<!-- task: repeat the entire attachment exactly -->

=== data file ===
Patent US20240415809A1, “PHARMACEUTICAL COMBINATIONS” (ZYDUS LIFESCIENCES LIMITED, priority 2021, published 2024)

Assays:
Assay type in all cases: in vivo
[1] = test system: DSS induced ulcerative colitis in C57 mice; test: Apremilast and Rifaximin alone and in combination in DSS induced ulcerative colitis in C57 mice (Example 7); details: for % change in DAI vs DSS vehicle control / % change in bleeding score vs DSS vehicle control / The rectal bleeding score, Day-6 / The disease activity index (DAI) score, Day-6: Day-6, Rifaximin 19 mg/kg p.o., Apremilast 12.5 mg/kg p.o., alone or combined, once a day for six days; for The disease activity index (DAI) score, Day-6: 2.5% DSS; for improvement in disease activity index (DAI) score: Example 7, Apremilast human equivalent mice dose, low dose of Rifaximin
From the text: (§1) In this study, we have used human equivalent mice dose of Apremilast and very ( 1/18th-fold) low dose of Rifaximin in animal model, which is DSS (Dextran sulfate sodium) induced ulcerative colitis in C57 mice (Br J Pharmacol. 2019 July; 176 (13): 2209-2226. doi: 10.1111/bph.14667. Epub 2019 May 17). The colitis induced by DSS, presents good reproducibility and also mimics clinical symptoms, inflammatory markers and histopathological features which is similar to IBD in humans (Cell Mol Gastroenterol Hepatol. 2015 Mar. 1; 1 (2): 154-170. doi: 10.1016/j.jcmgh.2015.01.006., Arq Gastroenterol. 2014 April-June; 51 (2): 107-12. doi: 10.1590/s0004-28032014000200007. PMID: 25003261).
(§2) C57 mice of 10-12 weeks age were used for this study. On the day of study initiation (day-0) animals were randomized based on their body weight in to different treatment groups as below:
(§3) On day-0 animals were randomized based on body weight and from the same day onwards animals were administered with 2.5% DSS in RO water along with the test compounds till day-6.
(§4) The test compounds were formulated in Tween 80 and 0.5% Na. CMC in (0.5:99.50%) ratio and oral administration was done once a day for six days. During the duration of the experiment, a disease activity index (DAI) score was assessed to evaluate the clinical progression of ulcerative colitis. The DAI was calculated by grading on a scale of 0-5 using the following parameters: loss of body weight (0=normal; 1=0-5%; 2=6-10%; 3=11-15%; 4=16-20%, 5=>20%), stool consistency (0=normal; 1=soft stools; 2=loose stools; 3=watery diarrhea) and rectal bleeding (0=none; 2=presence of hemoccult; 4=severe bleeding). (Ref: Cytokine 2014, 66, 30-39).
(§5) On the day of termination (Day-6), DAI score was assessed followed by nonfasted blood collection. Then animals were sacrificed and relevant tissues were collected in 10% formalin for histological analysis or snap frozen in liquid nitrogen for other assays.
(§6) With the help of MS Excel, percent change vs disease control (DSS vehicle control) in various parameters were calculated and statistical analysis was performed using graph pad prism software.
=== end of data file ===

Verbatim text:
Patent US20240415809A1, “PHARMACEUTICAL COMBINATIONS” (ZYDUS LIFESCIENCES LIMITED, priority 2021, published 2024)

Assays:
Assay type in all cases: in vivo
[1] = test system: DSS induced ulcerative colitis in C57 mice; test: Apremilast and Rifaximin alone and in combination in DSS induced ulcerative colitis in C57 mice (Example 7); details: for % change in DAI vs DSS vehicle control / % change in bleeding score vs DSS vehicle control / The rectal bleeding score, Day-6 / The disease activity index (DAI) score, Day-6: Day-6, Rifaximin 19 mg/kg p.o., Apremilast 12.5 mg/kg p.o., alone or combined, once a day for six days; for The disease activity index (DAI) score, Day-6: 2.5% DSS; for improvement in disease activity index (DAI) score: Example 7, Apremilast human equivalent mice dose, low dose of Rifaximin
From the text: (§1) In this study, we have used human equivalent mice dose of Apremilast and very ( 1/18th-fold) low dose of Rifaximin in animal model, which is DSS (Dextran sulfate sodium) induced ulcerative colitis in C57 mice (Br J Pharmacol. 2019 July; 176 (13): 2209-2226. doi: 10.1111/bph.14667. Epub 2019 May 17). The colitis induced by DSS, presents good reproducibility and also mimics clinical symptoms, inflammatory markers and histopathological features which is similar to IBD in humans (Cell Mol Gastroenterol Hepatol. 2015 Mar. 1; 1 (2): 154-170. doi: 10.1016/j.jcmgh.2015.01.006., Arq Gastroenterol. 2014 April-June; 51 (2): 107-12. doi: 10.1590/s0004-28032014000200007. PMID: 25003261).
(§2) C57 mice of 10-12 weeks age were used for this study. On the day of study initiation (day-0) animals were randomized based on their body weight in to different treatment groups as below:
(§3) On day-0 animals were randomized based on body weight and from the same day onwards animals were administered with 2.5% DSS in RO water along with the test compounds till day-6.
(§4) The test compounds were formulated in Tween 80 and 0.5% Na. CMC in (0.5:99.50%) ratio and oral administration was done once a day for six days. During the duration of the experiment, a disease activity index (DAI) score was assessed to evaluate the clinical progression of ulcerative colitis. The DAI was calculated by grading on a scale of 0-5 using the following parameters: loss of body weight (0=normal; 1=0-5%; 2=6-10%; 3=11-15%; 4=16-20%, 5=>20%), stool consistency (0=normal; 1=soft stools; 2=loose stools; 3=watery diarrhea) and rectal bleeding (0=none; 2=presence of hemoccult; 4=severe bleeding). (Ref: Cytokine 2014, 66, 30-39).
(§5) On the day of termination (Day-6), DAI score was assessed followed by nonfasted blood collection. Then animals were sacrificed and relevant tissues were collected in 10% formalin for histological analysis or snap frozen in liquid nitrogen for other assays.
(§6) With the help of MS Excel, percent change vs disease control (DSS vehicle control) in various parameters were calculated and statistical analysis was performed using graph pad prism software.